Source: Cycling Industry News
The UK bike market is anticipated to undergo a positive shift in 2024, as indicated by the latest forecast from Mintel. The projections highlight growth areas in e-bikes, second-hand bicycles, and increased female participation in cycling.
According to the research, new bicycle sales are expected to climb 12% in 2024, reaching 2.1 million bikes. This marks a recovery from previous years’ 11% decline to 1.9 million bike sales. This represents a total 42% drop from the peak in 2020 when 3.3 million bikes were sold.
The forecast also predicts a 15% increase in the value of new bike sales, reaching nearly £1 billion (£998 million) in 2024. This follows a 15% decline in annual sales to £868 million in 2023, continuing a gradual fall in yearly bike sales since 2020.
However, the prediction of rising bike sales in 2024 may spark debate within the industry, with high inventory levels and consumer spending power combining to limit market potential. The market has witnessed notable difficulties, including high profile administrations, redundancies, buyouts, and rescue loans in response to challenging market conditions.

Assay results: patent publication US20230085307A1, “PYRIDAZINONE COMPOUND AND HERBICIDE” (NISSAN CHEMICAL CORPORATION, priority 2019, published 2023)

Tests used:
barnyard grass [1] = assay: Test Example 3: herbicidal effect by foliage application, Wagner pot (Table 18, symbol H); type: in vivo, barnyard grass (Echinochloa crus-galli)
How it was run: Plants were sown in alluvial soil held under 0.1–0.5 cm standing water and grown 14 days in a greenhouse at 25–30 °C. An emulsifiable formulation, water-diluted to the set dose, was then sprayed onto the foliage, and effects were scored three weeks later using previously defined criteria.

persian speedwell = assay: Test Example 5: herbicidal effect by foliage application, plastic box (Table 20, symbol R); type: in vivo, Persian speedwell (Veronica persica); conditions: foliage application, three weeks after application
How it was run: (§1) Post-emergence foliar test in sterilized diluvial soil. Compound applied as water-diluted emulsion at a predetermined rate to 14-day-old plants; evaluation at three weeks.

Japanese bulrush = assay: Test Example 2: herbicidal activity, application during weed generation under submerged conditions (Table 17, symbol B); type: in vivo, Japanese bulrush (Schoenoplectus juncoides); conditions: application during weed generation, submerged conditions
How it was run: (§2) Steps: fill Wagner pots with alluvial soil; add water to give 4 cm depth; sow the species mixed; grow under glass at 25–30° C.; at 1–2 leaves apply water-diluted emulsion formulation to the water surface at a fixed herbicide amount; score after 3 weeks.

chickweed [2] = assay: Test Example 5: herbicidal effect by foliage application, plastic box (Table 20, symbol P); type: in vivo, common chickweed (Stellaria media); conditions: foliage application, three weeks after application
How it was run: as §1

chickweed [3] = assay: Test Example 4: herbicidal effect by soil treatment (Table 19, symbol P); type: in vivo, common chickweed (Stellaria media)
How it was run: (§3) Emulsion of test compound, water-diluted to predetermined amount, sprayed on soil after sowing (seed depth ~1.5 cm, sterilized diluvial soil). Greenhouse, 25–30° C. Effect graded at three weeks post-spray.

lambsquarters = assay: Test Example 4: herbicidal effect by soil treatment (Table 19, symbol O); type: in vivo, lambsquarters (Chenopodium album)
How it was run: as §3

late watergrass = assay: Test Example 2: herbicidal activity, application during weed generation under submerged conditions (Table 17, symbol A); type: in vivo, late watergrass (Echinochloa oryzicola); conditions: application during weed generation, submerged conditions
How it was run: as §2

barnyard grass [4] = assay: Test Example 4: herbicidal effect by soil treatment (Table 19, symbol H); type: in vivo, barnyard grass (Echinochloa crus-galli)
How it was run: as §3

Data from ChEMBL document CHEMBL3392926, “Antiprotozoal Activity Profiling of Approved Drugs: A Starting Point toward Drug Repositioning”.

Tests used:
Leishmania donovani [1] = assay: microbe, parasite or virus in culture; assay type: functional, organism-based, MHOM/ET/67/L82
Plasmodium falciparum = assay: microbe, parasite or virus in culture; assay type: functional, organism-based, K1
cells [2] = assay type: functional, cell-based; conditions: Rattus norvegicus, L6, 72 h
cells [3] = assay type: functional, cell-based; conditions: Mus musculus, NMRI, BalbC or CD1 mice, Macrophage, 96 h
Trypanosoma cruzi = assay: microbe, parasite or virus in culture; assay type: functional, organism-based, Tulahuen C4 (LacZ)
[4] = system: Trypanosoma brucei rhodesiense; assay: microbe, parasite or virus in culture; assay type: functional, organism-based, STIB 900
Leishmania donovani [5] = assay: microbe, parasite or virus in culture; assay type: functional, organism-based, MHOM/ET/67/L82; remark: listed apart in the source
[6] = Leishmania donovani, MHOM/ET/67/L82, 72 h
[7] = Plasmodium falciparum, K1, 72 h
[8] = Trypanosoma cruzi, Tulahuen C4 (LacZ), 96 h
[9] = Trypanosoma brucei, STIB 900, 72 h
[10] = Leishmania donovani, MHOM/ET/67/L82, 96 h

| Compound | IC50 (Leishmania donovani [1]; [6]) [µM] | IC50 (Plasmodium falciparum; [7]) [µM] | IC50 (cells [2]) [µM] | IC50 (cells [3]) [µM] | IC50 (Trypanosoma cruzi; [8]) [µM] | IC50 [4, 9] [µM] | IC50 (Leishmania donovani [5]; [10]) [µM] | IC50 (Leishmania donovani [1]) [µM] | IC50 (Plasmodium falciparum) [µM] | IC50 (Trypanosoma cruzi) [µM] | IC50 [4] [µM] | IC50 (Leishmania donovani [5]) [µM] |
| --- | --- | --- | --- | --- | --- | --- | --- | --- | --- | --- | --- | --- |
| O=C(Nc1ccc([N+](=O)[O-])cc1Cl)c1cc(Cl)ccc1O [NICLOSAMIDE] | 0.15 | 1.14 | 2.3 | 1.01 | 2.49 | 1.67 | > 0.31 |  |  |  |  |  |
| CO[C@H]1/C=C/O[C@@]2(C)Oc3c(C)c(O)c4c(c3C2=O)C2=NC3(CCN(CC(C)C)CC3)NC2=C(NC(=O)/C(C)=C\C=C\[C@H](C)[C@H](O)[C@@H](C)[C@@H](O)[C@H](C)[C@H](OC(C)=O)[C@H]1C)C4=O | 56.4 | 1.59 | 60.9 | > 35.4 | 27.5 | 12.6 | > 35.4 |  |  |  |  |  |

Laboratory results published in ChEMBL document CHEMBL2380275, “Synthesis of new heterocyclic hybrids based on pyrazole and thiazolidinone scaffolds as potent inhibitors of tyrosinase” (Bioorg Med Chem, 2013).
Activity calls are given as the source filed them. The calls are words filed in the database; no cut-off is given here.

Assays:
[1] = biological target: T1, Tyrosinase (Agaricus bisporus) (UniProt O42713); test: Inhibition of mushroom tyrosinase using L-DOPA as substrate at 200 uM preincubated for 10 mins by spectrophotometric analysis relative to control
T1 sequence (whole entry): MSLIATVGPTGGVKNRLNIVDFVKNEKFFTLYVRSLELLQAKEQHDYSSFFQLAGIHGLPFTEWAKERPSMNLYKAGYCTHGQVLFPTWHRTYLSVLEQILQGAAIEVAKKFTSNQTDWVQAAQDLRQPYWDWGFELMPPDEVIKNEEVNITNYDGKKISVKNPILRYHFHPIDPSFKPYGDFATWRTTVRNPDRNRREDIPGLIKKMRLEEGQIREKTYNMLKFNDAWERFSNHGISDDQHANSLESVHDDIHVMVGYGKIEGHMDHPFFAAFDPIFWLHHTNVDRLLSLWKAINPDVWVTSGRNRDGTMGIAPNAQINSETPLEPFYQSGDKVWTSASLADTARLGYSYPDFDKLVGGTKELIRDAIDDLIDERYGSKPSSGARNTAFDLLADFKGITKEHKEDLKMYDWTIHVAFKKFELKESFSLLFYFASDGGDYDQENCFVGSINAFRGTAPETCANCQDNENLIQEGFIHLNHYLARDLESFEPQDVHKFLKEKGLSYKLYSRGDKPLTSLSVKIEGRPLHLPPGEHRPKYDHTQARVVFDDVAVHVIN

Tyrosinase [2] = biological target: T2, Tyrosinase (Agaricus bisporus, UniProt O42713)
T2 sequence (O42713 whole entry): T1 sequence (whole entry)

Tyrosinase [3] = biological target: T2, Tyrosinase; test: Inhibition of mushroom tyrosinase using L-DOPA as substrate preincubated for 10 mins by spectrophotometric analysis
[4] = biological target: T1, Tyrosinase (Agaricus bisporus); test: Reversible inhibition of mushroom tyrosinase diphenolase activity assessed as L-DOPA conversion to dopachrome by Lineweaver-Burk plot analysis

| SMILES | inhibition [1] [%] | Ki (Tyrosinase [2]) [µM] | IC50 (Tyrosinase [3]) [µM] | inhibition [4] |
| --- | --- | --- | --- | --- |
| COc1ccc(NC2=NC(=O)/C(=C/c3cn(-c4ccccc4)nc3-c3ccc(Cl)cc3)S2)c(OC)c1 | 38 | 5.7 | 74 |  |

Mintel’s report also anticipates growth in the UK’s e-bike market, with electric assist bicycles being the preferred choice for cyclists in the coming year. Approximately 19% of prospective bike buyers plan to purchase an e-bike, signalling a potential uptick in this segment.
Of particular interest is the increasing interest in cycling among women aged 16-64, with over 40% of women under 45 and 34% of those aged 45-64 expressing interest in cycling. This is interesting to contrast with recent discussions on women’s cycling experiences in London.
Furthermore, the report highlights a growing preference for second-hand bicycles, posing a potential threat to new bike sales. Half of current and potential cyclists indicate a greater likelihood of considering a used bicycle compared to the previous year.
Mintel’s Category Director for Leisure Research underscores the impact of rising living costs on demand for new bikes, citing a recovery in demand driven by easing inflation, wage growth, and retailer discounts. The cost of living has also led 34% of Brits to cycle more to reduce spending on petrol and public transport. Looking ahead, continued investment in cycling infrastructure and a focus on sustainable travel are expected to further drive demand. Nevertheless, the expanding second-hand market, including major players like Halfords, presents a challenge to the growth of new bike sales.